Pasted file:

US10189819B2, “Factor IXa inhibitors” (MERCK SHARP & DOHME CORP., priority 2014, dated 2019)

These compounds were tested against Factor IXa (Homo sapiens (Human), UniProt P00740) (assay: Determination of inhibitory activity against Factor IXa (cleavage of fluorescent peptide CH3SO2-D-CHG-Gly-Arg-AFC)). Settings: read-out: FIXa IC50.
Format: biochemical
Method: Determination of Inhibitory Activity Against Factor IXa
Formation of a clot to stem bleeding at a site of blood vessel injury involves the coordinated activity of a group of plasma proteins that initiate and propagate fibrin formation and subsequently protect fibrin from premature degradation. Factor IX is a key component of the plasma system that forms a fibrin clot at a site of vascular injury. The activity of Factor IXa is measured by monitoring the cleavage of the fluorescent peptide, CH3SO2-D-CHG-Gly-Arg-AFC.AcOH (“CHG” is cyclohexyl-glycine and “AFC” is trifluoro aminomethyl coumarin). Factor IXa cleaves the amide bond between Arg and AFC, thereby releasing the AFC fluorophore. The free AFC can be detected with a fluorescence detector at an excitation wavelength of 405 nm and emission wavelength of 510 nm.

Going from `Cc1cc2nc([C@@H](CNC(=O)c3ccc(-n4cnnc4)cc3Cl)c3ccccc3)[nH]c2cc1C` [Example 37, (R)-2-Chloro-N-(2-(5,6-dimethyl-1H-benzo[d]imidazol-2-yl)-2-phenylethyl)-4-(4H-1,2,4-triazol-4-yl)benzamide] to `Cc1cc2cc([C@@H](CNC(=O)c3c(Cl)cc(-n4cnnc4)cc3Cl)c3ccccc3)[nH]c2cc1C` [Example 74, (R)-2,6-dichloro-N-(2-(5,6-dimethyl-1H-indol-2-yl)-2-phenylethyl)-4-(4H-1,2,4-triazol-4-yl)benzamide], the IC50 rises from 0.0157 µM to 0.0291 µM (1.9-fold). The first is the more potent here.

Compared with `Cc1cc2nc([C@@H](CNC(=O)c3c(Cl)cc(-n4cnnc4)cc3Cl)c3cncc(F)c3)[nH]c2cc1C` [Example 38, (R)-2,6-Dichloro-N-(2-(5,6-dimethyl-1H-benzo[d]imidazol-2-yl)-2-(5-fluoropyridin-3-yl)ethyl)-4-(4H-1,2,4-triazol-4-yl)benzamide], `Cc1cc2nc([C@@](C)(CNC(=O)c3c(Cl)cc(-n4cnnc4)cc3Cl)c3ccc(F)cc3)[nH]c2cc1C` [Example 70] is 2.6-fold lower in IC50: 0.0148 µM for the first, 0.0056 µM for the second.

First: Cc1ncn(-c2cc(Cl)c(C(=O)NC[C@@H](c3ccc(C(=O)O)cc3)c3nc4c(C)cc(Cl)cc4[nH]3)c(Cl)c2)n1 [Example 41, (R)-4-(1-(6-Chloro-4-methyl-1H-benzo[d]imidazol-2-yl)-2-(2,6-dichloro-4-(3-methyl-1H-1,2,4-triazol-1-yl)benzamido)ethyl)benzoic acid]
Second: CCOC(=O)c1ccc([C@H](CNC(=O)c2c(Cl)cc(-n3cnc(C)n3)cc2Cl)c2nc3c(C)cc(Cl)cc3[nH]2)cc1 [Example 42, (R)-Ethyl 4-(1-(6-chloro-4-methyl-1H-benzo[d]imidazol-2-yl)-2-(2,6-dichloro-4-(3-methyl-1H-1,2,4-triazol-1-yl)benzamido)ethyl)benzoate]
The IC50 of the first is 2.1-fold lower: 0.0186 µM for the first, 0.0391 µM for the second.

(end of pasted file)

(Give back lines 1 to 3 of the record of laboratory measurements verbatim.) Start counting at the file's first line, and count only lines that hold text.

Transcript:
US10189819B2, “Factor IXa inhibitors” (MERCK SHARP & DOHME CORP., priority 2014, dated 2019)

These compounds were tested against Factor IXa (Homo sapiens (Human), UniProt P00740) (assay: Determination of inhibitory activity against Factor IXa (cleavage of fluorescent peptide CH3SO2-D-CHG-Gly-Arg-AFC)). Settings: read-out: FIXa IC50.
Format: biochemical